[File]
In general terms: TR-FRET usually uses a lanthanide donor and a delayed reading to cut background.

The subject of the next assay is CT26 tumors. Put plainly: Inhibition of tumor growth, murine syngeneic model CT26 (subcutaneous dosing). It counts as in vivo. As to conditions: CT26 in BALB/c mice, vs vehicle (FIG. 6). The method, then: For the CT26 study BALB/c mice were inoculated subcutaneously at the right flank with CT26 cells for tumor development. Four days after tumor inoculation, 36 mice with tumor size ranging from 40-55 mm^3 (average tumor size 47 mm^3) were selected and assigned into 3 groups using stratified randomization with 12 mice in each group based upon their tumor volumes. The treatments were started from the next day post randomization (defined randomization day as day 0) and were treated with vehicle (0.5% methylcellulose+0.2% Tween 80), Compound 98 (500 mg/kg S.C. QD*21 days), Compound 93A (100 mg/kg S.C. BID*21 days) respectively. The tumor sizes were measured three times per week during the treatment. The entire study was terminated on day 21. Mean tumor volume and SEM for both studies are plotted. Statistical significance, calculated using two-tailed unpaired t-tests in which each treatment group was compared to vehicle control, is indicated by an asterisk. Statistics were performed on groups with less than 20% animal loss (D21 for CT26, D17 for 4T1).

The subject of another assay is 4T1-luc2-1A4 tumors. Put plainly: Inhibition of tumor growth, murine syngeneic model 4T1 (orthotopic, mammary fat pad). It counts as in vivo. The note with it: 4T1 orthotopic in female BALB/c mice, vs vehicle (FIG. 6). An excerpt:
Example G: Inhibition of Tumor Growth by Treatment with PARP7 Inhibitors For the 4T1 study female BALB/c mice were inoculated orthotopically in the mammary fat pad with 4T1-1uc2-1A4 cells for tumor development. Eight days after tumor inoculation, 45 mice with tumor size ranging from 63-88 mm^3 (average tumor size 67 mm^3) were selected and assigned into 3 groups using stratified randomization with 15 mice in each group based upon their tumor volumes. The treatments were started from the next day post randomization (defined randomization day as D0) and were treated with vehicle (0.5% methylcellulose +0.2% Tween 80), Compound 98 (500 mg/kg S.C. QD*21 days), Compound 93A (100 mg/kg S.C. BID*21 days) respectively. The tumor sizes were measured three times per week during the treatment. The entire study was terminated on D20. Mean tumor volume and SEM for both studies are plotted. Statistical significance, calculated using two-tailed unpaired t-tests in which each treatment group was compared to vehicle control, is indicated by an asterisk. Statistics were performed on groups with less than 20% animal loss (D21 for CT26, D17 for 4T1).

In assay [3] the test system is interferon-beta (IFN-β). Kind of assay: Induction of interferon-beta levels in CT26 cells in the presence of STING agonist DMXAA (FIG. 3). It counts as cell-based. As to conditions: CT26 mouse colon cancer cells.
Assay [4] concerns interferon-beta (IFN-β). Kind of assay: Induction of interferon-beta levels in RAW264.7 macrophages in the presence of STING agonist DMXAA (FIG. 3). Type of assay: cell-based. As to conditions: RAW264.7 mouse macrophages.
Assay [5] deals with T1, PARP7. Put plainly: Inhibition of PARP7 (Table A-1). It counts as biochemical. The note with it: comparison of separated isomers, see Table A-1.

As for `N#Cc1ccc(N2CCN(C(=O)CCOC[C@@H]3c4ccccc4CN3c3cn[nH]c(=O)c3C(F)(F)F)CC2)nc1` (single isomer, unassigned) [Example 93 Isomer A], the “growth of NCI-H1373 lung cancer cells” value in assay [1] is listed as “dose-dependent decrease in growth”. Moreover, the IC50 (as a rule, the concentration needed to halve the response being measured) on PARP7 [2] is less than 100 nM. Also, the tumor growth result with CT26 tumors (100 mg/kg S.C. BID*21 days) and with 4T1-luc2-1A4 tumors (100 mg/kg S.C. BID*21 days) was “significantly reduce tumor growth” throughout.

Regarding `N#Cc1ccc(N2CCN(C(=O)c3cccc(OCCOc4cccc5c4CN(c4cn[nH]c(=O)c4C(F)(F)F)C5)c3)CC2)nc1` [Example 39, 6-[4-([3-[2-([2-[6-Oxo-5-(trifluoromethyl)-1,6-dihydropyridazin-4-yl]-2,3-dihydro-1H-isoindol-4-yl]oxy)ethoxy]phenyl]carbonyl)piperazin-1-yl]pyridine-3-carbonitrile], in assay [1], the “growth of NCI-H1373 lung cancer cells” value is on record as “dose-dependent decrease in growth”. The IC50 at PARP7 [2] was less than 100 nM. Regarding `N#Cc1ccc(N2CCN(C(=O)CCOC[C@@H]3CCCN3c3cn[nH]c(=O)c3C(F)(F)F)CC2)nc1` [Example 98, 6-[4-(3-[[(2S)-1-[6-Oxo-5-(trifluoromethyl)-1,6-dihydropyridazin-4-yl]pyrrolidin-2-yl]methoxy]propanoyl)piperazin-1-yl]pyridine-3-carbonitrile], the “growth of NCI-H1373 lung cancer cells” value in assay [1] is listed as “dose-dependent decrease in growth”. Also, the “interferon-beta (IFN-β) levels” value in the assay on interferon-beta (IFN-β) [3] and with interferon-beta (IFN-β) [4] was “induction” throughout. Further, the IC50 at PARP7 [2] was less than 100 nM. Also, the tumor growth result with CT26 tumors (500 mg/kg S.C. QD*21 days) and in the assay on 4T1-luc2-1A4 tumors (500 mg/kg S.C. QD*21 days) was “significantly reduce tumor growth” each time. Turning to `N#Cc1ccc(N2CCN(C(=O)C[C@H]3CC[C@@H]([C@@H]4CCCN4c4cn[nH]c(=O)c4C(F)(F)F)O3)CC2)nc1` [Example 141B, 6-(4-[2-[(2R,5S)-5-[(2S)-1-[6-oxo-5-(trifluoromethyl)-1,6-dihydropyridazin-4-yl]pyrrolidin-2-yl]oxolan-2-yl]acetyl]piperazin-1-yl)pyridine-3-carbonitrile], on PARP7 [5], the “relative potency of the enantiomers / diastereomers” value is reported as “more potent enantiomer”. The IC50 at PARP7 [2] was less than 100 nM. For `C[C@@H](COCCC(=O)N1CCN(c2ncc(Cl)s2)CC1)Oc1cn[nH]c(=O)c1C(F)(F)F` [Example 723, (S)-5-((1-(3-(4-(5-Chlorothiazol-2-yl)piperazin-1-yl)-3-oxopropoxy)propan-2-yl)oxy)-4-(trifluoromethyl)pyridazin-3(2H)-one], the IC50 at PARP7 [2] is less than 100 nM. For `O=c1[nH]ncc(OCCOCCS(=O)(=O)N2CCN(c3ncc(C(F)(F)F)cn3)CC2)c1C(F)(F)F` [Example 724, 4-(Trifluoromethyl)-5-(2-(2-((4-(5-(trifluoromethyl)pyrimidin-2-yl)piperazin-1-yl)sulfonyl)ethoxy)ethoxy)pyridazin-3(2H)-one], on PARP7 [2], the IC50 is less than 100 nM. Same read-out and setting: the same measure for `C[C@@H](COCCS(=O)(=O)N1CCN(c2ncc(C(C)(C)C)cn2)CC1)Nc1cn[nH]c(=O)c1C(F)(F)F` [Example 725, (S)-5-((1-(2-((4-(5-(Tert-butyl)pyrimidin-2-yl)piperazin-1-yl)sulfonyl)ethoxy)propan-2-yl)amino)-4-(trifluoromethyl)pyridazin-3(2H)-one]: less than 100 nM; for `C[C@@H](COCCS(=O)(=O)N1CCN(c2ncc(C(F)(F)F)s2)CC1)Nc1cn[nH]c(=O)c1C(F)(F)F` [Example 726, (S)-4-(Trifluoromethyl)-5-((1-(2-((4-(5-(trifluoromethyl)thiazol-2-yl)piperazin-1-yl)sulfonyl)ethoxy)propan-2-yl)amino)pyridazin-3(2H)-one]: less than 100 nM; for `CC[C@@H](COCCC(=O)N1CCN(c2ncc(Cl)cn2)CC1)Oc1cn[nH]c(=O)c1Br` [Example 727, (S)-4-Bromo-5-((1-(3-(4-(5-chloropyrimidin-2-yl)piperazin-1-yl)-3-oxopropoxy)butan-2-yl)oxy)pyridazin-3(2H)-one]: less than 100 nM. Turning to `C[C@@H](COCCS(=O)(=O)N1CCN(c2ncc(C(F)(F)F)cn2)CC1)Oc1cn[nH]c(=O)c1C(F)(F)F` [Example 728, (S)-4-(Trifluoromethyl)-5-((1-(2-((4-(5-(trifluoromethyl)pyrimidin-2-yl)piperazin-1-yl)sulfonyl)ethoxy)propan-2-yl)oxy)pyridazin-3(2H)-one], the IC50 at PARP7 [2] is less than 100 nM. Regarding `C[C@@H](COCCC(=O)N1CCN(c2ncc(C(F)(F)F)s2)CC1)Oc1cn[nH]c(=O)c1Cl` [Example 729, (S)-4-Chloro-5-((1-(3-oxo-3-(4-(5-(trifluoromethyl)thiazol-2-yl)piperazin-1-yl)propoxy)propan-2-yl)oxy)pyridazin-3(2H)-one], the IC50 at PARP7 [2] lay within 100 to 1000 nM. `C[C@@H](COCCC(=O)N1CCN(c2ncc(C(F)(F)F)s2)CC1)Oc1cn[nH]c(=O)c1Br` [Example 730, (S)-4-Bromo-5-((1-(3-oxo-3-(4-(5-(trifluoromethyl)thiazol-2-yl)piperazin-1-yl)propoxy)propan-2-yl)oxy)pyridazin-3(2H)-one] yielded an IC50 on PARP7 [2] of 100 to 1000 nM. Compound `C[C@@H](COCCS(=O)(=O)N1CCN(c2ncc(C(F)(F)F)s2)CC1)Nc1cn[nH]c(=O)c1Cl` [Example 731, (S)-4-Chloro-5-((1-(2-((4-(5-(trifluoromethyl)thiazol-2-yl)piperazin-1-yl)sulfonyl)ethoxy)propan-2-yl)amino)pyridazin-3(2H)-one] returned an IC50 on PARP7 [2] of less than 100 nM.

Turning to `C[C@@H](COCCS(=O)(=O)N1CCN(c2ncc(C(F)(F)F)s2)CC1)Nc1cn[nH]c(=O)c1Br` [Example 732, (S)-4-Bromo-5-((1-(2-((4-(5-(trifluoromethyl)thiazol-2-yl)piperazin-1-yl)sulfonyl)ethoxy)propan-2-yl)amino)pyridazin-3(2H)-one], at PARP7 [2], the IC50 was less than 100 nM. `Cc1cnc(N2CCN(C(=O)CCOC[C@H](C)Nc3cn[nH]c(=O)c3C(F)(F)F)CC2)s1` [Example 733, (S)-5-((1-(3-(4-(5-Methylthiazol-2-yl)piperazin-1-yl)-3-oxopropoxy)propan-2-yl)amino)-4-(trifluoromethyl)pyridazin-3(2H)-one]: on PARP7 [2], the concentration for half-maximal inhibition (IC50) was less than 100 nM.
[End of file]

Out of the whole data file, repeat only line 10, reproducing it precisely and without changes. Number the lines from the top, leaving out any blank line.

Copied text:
Turning to `C[C@@H](COCCS(=O)(=O)N1CCN(c2ncc(C(F)(F)F)s2)CC1)Nc1cn[nH]c(=O)c1Br` [Example 732, (S)-4-Bromo-5-((1-(2-((4-(5-(trifluoromethyl)thiazol-2-yl)piperazin-1-yl)sulfonyl)ethoxy)propan-2-yl)amino)pyridazin-3(2H)-one], at PARP7 [2], the IC50 was less than 100 nM. `Cc1cnc(N2CCN(C(=O)CCOC[C@H](C)Nc3cn[nH]c(=O)c3C(F)(F)F)CC2)s1` [Example 733, (S)-5-((1-(3-(4-(5-Methylthiazol-2-yl)piperazin-1-yl)-3-oxopropoxy)propan-2-yl)amino)-4-(trifluoromethyl)pyridazin-3(2H)-one]: on PARP7 [2], the concentration for half-maximal inhibition (IC50) was less than 100 nM.